CLIP: Missiles without borders
INTERVIEW 
Interview: Terri Fredlund
Date:
November 9, 2008
Location:
Berkeley, CA
Present:
Estelle Coleman, hershe Michele Kramer, robin earth

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Tuesday, December 30, 2014

HeRSToRy 104 robin earth

     Robin was in college in Binghamton, NY when she first visited the Peace Camp. She returned the next summer and lived on the land for a year, braving the cold winter of 1984. She was a member of the Average Dyke Band and spent 7 months at Greenham Common in 1986.
CLIP 1: "All we have are Jane Does"
CLIP 2: A white, male, middle-class movement
INTERVIEW
Interview: robin earth
Date:
November 10, 2008
Location:
Oakland, CA
Present:
Estelle Coleman, hershe Michele Kramer, Woody Blue 

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SoNG 054 Stayin' Alive

Stayin' Alive
Lyrics by robin earth, 1983
Sung to the tune of Stayin' Alive by the Bee Gees

Well, you can tell by the way we sing our songs
We’re from the womyn’s peace camp, and it won’t be long
Before you see us climbing a fence or weaving a web
It all makes sense

Because it’s not all right, it’s not okay, you can’t look the other way
For those missiles we must stop from being deployed in Europe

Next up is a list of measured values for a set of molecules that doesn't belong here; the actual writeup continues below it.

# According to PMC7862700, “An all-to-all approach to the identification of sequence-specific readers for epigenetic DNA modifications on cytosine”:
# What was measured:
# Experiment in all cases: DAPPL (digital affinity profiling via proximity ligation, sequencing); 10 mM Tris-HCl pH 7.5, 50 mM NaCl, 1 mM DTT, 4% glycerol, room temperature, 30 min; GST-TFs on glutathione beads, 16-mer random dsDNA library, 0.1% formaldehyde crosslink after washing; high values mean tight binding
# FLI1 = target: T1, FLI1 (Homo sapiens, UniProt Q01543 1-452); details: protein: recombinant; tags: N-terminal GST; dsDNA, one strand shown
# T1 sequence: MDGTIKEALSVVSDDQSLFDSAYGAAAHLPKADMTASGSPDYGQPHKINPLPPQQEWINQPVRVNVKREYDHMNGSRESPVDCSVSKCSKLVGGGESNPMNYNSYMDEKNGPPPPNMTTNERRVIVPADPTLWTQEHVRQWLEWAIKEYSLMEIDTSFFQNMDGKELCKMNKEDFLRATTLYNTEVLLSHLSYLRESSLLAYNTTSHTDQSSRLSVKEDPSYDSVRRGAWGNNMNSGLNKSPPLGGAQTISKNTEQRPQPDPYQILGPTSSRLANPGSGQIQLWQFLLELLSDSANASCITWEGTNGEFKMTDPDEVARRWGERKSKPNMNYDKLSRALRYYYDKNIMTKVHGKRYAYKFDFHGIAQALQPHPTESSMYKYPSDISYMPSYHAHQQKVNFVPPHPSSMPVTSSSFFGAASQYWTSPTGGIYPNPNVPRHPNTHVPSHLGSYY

We’ll set up peace camps all o’er the land
To stay alive, stay alive
Arm in arm we’ll make a stand, to stay alive, stay alive.
No Pershings! Stayin’ alive, stayin’ alive.
Stop the Cruise! Stayin’ alive, stayin’ alive.

Now it’s time for people everywhere who’ve heard the news 
about the Pershing, about the Cruise
To join together and organize, agitate to stay alive

Because it’s not all right, it’s not okay, you can’t look the other way
For those missiles we must stop from being deployed in Europe

Asia we hear your call, we won’t let a people fall
We have a vision in our sight for stayin’ alive, stayin’ alive.
Arm in arm we’ll join our might, to stay alive, stay alive.
No more Pershings! Stayin’ alive, stayin’ alive.
Stop the Cruise! Stayin’ alive, stayin’ alive.
 
No more lies!